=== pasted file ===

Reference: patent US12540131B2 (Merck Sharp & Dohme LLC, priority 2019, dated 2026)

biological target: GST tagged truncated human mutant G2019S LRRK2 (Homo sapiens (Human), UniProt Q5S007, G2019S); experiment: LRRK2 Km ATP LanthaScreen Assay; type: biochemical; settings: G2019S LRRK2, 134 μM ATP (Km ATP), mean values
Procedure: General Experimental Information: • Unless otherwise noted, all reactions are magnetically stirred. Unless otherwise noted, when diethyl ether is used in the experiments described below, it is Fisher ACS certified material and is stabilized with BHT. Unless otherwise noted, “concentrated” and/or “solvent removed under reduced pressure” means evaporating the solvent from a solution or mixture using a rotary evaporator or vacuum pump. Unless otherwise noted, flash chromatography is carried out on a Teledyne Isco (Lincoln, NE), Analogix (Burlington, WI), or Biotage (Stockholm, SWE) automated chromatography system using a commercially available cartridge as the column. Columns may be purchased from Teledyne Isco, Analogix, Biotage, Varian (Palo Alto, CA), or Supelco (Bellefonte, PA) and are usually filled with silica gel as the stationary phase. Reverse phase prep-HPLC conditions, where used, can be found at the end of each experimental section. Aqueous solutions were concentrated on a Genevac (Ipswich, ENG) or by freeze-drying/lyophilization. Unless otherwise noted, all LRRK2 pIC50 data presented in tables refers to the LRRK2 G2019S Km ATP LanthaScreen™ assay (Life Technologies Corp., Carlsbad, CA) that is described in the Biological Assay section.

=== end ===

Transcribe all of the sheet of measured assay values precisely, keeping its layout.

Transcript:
Reference: patent US12540131B2 (Merck Sharp & Dohme LLC, priority 2019, dated 2026)

biological target: GST tagged truncated human mutant G2019S LRRK2 (Homo sapiens (Human), UniProt Q5S007, G2019S); experiment: LRRK2 Km ATP LanthaScreen Assay; type: biochemical; settings: G2019S LRRK2, 134 μM ATP (Km ATP), mean values
Procedure: General Experimental Information: • Unless otherwise noted, all reactions are magnetically stirred. Unless otherwise noted, when diethyl ether is used in the experiments described below, it is Fisher ACS certified material and is stabilized with BHT. Unless otherwise noted, “concentrated” and/or “solvent removed under reduced pressure” means evaporating the solvent from a solution or mixture using a rotary evaporator or vacuum pump. Unless otherwise noted, flash chromatography is carried out on a Teledyne Isco (Lincoln, NE), Analogix (Burlington, WI), or Biotage (Stockholm, SWE) automated chromatography system using a commercially available cartridge as the column. Columns may be purchased from Teledyne Isco, Analogix, Biotage, Varian (Palo Alto, CA), or Supelco (Bellefonte, PA) and are usually filled with silica gel as the stationary phase. Reverse phase prep-HPLC conditions, where used, can be found at the end of each experimental section. Aqueous solutions were concentrated on a Genevac (Ipswich, ENG) or by freeze-drying/lyophilization. Unless otherwise noted, all LRRK2 pIC50 data presented in tables refers to the LRRK2 G2019S Km ATP LanthaScreen™ assay (Life Technologies Corp., Carlsbad, CA) that is described in the Biological Assay section.